Into The Fold: The Pocket Square

The pocket square merges purity of form with nearly unlimited creative possibility. But where did such a uniquely stylish accessory come from? And how does one truly master it?
Into The Fold: The Pocket Square
Has ever such a simple accessory brought as much to an outfit as the humble pocket square? Little more than a square of cloth with a rolled edge, potentially - but not definitively - featuring some kind of design. And yet it’s so much more. It can break up a sombre outfit or tie together a disparate ensemble. It can add a hint of texture or a swell of colour and pattern. It can show refinement or flair - often both in equal measure. Unfurled, it can reveal a work of art. It wasn’t always such a glamorous life for the pocket square, or handkerchief. Its earliest ancestor - small squares of linen or silk first referenced around 2000BC - would be dipped in perfume and used by the wealthy to avoid the more unpleasant scents of the urban living of the day - a practice recorded across Greece, Egypt and the Middle East. Their use persisted into Rome, primarily as accoutrements to the rich. Gladiators would march the exterior of Rome’s Colosseum before matches began, halting in front of the emperor to proclaim "Ave Caesar, morituri te salutant" - "Hail Caesar, they who will die, salute you." The emperor would then produce a pocket square - the orarium - to signal the match’s commencement. King Richard II is generally credited with the invention of the ‘handkerchief’, although its function was essentially the same - a linen square for him to wipe his nose with (an ongoing issue for the poor king, apparently). Swiftly adopted by the populace, it became a common sight in Britain and Europe over the next century, used both for wiping or covering the nose as well as for adornment. Knights would wear a lady’s handkerchief as a symbol of their favour during tourneys and the nobility would carry elaborately laced squares as signs of wealth. They found great popularity in Italy during the Renaissance, especially with women. Drawing a square - called fazzoletto at the time - across one’s cheek in conversation would signal an unspoken desire, whilst drawing one through one’s hands signalled revulsion or resentment. Women of the upper class seeking to, shall we say, enhance their assets would sometimes use their handkerchiefs to add extra volume to their bodice. This handkerchief stuffing, however, had a tendency to move about, creating some uneven and decidedly less than natural curves over the course of a day’s wear. The Ottoman Empire of the 1800s introduced woven linen and cotton squares known as mendil. Mendil were originally religious in nature - on holy days, mendil rubbed on Prophet Muhammad's holy mantle were believed to bring abundance and good fortune, and were given as gifts to visitors. They also were common accessories with the populace, and their gifting formed part of a coded lover’s language. Notably in the context of modern pocket squares, these frequently featured embroidered designs or edges, or solid colours with contrasting coloured borders. Different colours or trims represented different messages that could be passed - white meant ‘I love you’, whilst the dreaded blue trim meant ‘you are not grateful. I am in sorrow.’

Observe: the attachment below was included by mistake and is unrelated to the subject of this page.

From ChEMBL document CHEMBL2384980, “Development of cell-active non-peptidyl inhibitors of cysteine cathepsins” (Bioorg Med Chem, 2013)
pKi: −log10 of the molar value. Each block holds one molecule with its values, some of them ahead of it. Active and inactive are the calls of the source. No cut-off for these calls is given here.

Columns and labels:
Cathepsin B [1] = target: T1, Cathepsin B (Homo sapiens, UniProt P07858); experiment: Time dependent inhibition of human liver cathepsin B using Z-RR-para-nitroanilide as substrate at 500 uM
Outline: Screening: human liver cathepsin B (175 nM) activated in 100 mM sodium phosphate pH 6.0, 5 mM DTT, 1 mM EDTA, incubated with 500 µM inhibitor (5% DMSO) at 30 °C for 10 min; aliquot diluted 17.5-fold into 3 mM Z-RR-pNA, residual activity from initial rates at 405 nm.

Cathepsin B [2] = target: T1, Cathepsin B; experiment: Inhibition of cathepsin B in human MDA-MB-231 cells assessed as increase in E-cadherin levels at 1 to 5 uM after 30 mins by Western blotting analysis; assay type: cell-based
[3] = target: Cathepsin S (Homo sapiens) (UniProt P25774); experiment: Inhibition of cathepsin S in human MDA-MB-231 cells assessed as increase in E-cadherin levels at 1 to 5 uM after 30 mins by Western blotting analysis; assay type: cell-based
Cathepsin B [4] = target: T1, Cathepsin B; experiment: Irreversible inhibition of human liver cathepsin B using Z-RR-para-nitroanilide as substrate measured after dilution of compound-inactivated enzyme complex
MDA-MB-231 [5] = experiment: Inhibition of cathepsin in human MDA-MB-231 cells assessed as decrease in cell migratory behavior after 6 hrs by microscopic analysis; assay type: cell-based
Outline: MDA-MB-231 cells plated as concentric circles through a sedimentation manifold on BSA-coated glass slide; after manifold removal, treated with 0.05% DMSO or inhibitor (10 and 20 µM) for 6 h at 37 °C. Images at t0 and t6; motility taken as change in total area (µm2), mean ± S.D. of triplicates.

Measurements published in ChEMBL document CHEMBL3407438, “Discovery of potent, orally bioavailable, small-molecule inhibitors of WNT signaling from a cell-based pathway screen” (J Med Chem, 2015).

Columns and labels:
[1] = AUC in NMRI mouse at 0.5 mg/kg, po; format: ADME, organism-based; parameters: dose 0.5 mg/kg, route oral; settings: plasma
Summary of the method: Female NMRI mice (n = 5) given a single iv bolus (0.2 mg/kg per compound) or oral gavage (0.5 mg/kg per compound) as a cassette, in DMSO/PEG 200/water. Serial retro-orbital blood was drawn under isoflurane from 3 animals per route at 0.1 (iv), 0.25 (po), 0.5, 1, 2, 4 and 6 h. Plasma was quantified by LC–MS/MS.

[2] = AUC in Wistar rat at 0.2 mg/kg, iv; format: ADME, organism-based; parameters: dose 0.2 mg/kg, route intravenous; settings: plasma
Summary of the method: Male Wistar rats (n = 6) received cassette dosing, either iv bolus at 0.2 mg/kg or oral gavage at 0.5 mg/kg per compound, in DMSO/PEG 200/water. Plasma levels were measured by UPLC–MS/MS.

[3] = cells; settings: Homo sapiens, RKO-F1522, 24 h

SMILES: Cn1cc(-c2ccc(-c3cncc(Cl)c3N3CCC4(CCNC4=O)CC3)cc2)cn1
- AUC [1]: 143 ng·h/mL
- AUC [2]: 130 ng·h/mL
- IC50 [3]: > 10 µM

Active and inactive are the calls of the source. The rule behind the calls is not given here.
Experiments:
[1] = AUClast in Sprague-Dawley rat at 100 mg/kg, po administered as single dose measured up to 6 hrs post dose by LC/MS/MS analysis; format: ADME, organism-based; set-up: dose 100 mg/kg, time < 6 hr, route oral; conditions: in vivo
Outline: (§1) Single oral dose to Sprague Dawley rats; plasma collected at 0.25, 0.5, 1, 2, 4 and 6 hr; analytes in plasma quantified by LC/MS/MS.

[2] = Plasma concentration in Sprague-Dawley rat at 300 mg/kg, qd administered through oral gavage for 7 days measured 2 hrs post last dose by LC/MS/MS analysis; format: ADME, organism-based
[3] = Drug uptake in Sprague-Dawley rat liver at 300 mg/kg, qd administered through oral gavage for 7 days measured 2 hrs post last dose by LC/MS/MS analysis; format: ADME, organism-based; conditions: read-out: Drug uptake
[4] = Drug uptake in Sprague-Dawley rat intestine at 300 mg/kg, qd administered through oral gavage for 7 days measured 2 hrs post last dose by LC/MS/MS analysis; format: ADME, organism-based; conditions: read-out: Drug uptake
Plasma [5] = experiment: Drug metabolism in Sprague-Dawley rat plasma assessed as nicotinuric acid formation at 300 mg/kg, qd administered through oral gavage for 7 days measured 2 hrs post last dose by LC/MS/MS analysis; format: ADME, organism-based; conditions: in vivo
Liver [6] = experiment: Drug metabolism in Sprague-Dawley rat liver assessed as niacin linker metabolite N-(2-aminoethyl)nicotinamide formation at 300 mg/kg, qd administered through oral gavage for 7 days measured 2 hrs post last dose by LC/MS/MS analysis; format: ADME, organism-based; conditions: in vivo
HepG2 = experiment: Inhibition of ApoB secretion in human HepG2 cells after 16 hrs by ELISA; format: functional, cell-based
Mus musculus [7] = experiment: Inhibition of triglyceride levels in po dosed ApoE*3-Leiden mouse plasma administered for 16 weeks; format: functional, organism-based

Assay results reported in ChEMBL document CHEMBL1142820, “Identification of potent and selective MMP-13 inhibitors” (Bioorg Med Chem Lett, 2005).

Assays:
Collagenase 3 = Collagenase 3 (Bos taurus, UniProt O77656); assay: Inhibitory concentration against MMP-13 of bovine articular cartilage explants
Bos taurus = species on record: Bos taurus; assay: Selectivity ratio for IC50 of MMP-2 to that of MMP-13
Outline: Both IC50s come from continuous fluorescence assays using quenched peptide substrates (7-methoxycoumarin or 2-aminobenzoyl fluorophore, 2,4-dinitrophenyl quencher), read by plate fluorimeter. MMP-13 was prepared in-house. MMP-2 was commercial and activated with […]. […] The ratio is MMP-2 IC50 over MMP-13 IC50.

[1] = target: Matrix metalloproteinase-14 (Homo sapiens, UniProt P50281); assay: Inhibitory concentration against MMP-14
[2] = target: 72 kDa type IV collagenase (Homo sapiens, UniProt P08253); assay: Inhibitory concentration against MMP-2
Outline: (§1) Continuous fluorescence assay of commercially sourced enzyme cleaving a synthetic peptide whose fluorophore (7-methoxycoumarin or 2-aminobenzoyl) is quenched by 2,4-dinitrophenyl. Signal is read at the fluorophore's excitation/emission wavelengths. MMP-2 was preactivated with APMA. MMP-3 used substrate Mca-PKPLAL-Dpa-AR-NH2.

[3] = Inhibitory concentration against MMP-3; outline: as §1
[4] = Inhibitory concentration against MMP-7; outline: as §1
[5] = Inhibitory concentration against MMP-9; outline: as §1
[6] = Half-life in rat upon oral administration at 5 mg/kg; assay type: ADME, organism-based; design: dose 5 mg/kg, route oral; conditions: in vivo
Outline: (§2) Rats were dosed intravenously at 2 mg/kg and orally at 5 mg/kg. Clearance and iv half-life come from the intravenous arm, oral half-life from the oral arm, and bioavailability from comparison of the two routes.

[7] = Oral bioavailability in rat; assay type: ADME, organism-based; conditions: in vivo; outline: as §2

Adolphe Menjou, 1930. Photo by George Hurrell/MGM/REX/Shutterstock.
Italian actor Vittorio De Sica holding the hand of American actress Raquel Welch, in the film 'The Biggest Bundle of Them All', 1968.
Prince Aly Khan. Photo by ANL/REX/Shutterstock.
Property of Toby Bateman, shot for Issue 50 of The Rake by Kim Lang.